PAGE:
I was all alone, but I strove hard never to be lonely.
I had been born in chaotic times, just right after the First War in Europe. So much death had gone on before my birth, and so much was still going on as I grew up. I strived to live Life and enjoy it as much as I could. I was also an apt pupil, sharper than most kids my age.
When father Medici – the parent who was forced to cope with me after mother Medici left him – found out that I had an aptitude for learning, he gave me free reign of the family library and access to his books. He gave me the best governesses he could hire, so they could cope with the rate with which I learned things. I was a very smart girl, much to father Medici’s delight. He was a busy man who tended to his business interests with much zeal and had no time for me, so he gave me material and quantifiable comfort instead. He could’ve given me more, but I think he lost a huge part of himself when his marriage broke down.
He had loved mother Medici in his own way, just like she had loved him in hers. And when she left him, father Medici lost that part of him that knew how to love. So he had none for me. But deep inside, I knew that I would have to love father Medici enough for both of us. It was the least I could do.
On my fourteenth birthday, father Medici gave me a beautiful white stallion, born and bred from the harsh deserts of Arabia. I named him Aamir – which was Arabic for “commander” or “leader” – and he also became my Father.
He was a wild one.
I had loved riding since being taught by the head groom at the tender age of six. Aamir was a wilful horse, but I was a wilful owner – and apparently, that was a potent mix. We eventually got on very well. I loved Aamir very, very much. Many of the servants gossiped and criticized father Medici for being too thoughtless as to gift his only daughter with a wild animal like Aamir. But I personally thought that it was the best gift I had received so far in my entire fourteen years of existence. For once in my life, I felt exceedingly grateful to father Medici.
And briefly, I wondered if maybe Father lived in him too.
The years passed gracefully for me, even puberty. I was not a child given to flighty ideas or even rebellious ones. Although maybe I was a bit fanciful – after all, it was my imagination that kept me sane in this parody of a good life that I knew. But I could honestly say that I was a fairly temperate and modest child who grew up into a fairly temperate and modest adult. I was never subject to any spells of rebellious outrage and teenage indignance. Maybe I was simply too old for my age.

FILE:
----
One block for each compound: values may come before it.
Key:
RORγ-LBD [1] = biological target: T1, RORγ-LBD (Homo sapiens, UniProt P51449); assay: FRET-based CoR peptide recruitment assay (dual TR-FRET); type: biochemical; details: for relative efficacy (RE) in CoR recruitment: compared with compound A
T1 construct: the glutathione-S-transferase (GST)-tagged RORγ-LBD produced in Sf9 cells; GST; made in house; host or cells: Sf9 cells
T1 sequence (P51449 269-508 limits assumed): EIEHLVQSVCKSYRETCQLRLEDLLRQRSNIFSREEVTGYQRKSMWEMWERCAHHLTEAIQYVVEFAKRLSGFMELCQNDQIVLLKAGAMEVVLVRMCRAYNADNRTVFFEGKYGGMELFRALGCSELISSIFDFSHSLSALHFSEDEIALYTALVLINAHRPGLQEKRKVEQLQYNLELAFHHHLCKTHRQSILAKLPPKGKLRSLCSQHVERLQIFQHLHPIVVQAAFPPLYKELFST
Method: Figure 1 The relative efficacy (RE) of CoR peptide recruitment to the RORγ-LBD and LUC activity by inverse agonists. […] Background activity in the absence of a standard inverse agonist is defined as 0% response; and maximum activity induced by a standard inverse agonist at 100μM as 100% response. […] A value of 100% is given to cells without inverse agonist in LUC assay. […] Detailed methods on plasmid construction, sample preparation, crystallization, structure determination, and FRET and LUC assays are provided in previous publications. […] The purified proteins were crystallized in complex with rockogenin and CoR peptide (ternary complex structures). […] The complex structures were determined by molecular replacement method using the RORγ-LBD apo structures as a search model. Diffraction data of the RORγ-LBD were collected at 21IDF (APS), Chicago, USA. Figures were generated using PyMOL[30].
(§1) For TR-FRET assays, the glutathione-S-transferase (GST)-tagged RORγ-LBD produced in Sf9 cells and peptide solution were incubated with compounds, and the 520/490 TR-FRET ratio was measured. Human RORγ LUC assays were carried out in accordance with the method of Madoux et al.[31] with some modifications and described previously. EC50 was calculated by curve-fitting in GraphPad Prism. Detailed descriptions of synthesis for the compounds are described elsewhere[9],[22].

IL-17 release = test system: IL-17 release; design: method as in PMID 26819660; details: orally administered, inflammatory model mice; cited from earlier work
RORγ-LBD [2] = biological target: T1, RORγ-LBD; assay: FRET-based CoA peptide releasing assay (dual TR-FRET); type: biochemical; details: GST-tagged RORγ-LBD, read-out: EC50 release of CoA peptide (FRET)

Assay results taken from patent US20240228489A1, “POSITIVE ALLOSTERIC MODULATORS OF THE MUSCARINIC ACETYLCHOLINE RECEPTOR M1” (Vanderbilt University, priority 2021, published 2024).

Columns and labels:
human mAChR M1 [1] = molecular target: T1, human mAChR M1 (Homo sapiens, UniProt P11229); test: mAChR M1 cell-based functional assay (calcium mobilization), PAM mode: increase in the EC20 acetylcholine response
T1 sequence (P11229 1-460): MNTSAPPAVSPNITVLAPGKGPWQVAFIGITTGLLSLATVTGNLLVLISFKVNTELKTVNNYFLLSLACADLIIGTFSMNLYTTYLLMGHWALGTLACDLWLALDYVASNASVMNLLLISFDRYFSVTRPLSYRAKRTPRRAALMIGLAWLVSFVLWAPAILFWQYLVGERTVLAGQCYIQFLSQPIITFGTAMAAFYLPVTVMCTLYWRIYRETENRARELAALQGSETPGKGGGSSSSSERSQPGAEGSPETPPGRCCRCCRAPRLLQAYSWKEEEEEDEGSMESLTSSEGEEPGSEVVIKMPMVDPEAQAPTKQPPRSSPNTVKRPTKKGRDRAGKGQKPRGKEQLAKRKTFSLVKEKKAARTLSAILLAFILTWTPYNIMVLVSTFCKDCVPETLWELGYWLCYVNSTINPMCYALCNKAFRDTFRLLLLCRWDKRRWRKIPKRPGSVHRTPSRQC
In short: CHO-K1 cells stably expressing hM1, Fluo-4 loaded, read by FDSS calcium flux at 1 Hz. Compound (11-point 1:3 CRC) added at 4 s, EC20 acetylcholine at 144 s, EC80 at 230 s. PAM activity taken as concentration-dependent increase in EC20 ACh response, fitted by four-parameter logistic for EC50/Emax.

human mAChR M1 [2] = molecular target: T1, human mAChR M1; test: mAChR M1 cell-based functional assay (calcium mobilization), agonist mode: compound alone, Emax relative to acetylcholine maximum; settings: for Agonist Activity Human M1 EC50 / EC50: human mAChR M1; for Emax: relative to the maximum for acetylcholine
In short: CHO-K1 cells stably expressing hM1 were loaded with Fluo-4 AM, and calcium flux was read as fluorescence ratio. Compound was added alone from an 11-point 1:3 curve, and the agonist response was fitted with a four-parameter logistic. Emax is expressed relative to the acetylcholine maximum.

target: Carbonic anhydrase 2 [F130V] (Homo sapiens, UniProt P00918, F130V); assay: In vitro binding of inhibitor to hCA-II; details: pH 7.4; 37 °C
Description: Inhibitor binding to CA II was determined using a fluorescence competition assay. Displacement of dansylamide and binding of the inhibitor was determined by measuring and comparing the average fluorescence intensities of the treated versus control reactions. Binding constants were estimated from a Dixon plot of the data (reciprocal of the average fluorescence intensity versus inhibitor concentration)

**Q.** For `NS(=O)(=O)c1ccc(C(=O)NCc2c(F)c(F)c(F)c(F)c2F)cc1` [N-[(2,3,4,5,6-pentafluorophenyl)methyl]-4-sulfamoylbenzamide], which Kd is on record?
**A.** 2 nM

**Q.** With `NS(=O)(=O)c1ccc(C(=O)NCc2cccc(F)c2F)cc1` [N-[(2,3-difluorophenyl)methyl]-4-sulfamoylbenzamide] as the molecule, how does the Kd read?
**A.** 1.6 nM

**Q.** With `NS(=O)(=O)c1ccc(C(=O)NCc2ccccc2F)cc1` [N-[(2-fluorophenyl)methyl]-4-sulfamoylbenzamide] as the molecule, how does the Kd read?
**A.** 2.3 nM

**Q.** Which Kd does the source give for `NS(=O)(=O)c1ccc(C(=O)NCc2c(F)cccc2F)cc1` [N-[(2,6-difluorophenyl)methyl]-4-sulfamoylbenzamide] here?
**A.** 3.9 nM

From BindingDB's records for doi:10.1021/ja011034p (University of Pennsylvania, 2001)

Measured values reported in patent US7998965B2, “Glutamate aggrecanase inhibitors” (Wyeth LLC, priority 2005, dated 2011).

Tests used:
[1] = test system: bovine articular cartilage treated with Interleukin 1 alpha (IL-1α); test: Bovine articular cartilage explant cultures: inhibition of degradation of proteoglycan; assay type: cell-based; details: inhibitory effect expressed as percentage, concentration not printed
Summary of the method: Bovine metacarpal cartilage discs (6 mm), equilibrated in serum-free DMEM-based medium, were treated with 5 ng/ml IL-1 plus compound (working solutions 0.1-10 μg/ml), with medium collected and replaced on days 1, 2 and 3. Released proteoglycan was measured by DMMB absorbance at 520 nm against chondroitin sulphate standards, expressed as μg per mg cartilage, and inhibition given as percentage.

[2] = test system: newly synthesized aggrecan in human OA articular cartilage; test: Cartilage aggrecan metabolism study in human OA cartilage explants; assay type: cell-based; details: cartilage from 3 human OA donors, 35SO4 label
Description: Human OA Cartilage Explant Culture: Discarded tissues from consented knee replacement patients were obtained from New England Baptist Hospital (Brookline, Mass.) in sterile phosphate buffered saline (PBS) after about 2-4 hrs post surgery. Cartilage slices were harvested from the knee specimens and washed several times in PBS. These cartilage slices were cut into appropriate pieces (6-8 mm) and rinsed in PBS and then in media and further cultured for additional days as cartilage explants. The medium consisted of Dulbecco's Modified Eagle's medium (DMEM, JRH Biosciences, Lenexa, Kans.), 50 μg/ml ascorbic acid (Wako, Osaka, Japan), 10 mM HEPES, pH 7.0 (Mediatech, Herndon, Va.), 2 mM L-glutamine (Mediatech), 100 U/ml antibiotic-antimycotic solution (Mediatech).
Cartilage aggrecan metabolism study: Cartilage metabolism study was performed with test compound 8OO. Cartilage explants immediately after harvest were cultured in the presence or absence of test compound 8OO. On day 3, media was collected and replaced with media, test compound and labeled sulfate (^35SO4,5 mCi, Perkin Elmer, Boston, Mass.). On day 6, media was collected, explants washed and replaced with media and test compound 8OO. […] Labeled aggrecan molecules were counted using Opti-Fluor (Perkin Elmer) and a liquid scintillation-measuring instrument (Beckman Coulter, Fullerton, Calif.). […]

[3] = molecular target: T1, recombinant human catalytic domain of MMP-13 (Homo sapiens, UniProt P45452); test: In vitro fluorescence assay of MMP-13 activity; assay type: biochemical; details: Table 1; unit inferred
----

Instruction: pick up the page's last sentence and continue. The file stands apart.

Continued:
I was no stunning creature of great beauty, although I had been blessed with some good looks. Modest looks, at that. For the most part, I imagined myself to be plain and ordinary, and completely unremarkable. I had brown hair, brown eyes, and a pale complexion that never tanned or browned even if I stayed in the sun too long. Sometimes, I wished I could go brown too. That way, everything about me would be brown.
But at least, and on this no one would disagree, I laid claim to mountains of curiosity and a fair amount of more than just female intelligence.
Father Medici introduced me into London Society shortly after my seventeenth birthday, as was the custom amongst the nobility and wealthy – and even those who were not but who wished to be – and he let me stay there for as long as I wanted. I was an heiress in my own right, my father’s family having been nobility back in Italy. I knew that I was being “put on the marriage market” as it were, but I was not interested in anything of the sort. I was alarmingly indifferent to the opposite gender. But maybe that was only because I soon grew bored with the company of the gentlemen I was with. They seemed like an incompetent lot. And I wanted a real conversation with a person who could match my wit.